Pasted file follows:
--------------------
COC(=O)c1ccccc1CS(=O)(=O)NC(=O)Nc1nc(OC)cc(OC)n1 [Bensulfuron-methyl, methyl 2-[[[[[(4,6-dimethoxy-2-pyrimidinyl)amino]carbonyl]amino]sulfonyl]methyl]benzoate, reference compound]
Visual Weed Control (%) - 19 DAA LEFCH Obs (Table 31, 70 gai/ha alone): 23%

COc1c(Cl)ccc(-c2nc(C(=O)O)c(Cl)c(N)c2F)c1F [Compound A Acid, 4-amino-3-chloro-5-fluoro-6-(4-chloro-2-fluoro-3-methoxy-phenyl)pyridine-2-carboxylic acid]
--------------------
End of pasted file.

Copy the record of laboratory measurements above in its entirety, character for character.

COC(=O)c1ccccc1CS(=O)(=O)NC(=O)Nc1nc(OC)cc(OC)n1 [Bensulfuron-methyl, methyl 2-[[[[[(4,6-dimethoxy-2-pyrimidinyl)amino]carbonyl]amino]sulfonyl]methyl]benzoate, reference compound]
Visual Weed Control (%) - 19 DAA LEFCH Obs (Table 31, 70 gai/ha alone): 23%

COc1c(Cl)ccc(-c2nc(C(=O)O)c(Cl)c(N)c2F)c1F [Compound A Acid, 4-amino-3-chloro-5-fluoro-6-(4-chloro-2-fluoro-3-methoxy-phenyl)pyridine-2-carboxylic acid]